The AFP newsagency is reporting that a battalion of US army paratroopers have moved into the northern oil city of Kirkuk.

The earlier capture of the city by Kurdish rebels drew warnings from Turkey that a Kurdish occupation was unacceptable.

Ankara has said it has assurances from the Pentagon that American armed forces will take control of the city.

Turkey fears that the formation of any independent Kurdish state could spark separatism among Turkey's own Kurdish population.

The city was pounded by US B-52 bombers early in the morning, helping to trigger an Iraqi collapse.

Residents coming out of the town said Iraqi soldiers there had either laid down their arms or withdrawn south towards Tikrit.

Fierce fighting in Baghdad

It is reported that at least one US soldier has been killed and a number injured in a suicide bomb attack on a military checkpoint in Baghdad.

A US military source said the attack had taken place in Saddam City, an impoverished suburb in the north of Baghdad which is home to two million people, mostly Shiite Muslims.

Meanwhile, US forces say they have established a cordon around Baghdad to stop Iraqi irregular forces entering the city and block any escape by Saddam Hussein loyalists.

Earlier, troops came under heavy fire from fighters loyal to Saddam Hussein.

Iraqi loyalist fighters hiding in buildings, under cars, and beneath bridges attacked US Marines along the northern banks of the Tigris

Fierce fighting took place at a mosque near the river Tigris, where US Marines thought Saddam Hussein might be hiding.

The mosque was defended by members of the elite Special Republican Guard. One Marine was killed and 13 were injured in exchanges of fire.

There were reports of five Iraqi dead and six injured.

In another part of the city, more than 20 dead Iraqis were reported.

Reports of assassination

It is reported that a senior Iraqi Shi'ite leader, Abdul Majid al-Khoei, has been assassinated at the mosque in the holy city of Najaf.

The Reuter newsagency reported he was attacked by a mob and stabbed to death.

It is understood the killing will raise tensions among Iraq's majority Shi'ite population.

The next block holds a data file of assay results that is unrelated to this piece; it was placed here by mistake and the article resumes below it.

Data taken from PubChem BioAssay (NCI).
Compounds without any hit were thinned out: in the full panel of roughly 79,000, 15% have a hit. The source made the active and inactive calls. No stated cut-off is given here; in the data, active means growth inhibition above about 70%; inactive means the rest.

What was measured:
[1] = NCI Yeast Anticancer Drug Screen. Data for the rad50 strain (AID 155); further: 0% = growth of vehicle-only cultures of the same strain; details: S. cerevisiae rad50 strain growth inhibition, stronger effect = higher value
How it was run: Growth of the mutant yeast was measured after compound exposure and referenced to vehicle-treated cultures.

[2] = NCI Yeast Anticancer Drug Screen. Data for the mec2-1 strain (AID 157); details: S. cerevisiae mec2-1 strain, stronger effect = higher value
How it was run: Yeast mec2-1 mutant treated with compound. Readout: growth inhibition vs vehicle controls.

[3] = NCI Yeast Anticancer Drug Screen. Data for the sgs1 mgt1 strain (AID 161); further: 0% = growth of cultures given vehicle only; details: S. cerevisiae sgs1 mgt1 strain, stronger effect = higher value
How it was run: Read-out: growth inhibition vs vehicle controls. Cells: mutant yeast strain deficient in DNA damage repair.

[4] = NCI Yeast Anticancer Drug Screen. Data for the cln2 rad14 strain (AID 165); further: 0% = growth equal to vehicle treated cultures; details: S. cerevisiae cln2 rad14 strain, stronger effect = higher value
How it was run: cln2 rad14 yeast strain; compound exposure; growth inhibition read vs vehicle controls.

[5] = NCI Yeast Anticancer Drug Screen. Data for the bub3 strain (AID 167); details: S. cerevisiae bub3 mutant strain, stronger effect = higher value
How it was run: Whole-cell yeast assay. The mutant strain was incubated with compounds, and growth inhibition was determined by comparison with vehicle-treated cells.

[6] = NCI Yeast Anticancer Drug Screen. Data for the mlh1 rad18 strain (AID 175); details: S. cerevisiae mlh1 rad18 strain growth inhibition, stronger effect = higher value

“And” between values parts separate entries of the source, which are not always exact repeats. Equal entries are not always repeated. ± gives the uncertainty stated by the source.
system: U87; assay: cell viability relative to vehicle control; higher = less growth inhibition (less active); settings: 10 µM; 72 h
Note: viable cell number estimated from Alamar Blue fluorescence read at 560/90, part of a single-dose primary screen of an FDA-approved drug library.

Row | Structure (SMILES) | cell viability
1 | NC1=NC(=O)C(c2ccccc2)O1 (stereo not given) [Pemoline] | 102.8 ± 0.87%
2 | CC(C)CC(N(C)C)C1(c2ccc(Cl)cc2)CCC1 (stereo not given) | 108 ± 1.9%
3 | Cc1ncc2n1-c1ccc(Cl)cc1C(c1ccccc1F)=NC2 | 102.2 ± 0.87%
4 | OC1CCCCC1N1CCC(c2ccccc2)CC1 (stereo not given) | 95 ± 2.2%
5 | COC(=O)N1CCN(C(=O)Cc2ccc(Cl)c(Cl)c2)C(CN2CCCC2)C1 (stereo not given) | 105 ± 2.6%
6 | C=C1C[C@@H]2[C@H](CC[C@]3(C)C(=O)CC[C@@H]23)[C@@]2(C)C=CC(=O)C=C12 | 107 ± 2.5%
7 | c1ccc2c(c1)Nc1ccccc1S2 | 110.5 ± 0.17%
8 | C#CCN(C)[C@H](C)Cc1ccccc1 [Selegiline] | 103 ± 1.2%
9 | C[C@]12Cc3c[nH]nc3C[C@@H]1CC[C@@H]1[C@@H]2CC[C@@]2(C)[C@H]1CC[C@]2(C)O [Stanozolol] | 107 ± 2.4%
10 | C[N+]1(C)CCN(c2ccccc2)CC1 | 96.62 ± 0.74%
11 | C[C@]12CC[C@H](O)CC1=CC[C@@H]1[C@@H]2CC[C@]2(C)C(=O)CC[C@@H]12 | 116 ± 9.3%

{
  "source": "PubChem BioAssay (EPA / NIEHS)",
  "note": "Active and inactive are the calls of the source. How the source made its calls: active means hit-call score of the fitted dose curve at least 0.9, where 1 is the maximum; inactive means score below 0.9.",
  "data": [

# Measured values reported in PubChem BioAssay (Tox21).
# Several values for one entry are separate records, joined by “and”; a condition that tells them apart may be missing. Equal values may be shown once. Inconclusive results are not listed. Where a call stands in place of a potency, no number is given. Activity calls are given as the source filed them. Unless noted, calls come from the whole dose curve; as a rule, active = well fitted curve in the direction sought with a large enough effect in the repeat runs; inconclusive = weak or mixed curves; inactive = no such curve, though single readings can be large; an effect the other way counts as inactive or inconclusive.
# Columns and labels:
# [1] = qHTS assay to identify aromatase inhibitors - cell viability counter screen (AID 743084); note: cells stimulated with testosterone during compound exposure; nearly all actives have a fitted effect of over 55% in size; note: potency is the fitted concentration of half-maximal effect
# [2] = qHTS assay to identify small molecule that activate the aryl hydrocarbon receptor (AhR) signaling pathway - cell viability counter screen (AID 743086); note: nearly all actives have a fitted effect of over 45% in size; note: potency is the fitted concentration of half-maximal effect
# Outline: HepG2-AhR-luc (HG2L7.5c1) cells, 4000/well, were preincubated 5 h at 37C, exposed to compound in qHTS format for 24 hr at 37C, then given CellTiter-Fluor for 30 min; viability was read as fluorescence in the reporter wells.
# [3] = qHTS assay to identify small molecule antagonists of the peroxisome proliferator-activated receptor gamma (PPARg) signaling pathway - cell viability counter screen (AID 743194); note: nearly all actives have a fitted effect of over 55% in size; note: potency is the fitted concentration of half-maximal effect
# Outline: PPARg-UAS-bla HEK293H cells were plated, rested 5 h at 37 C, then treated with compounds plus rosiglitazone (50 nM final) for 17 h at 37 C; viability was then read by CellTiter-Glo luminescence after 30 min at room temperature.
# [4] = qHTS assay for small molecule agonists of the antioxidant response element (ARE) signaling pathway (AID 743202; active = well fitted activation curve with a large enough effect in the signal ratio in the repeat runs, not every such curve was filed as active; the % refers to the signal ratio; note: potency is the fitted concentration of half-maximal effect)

Majid was a close aide of Iraq's leading Shi'ite cleric, Grand Ayatollah Ali al-Sistani, who called on the population last week not to hinder the US and British invasion.

Majid was also the son of the late Grand Ayatollah al-Khoei, spiritual leader of Iraq's Shi'ites at the time of the 1991 Gulf War.

Ambassador concedes defeat

Iraq's UN ambassador, Mohammed Aldouri, late last night made the only official Iraqi comments on the day's events, effectively conceding the military loss and the collapse of the government.

'The game is over,' he said in an admission that President Saddam Hussein no longer controlled Baghdad. 'My hope now is peace, for everybody. I hope that peace will prevail and the Iraqi people at the end of the day will have a peaceful life.'

Asked about the whereabouts of the President, the ambassador said he had had no communications with Baghdad for some days.

Rumors were rife overnight that Mr Aldouri was planning to leave on a flight to Paris.

Fears of lawlessness and looting in Baghdad

It is also reported that wide spread looting has taken place agross Baghdad.

Reports say that at least five ministries have been set on fire in the center of the city.

Earlier, Iraqis looted the luxury homes of senior figures of Saddam Hussein's regime, including his son Uday.

The villas of Deputy Prime Minister Tareq Aziz, Saddam's daughter Halah, his half-brother Watban, and army generals, were systematically ransacked in the Jadria and High Babel areas of Baghdad.

The German embassy and the French cultural centre were also sacked by looters today.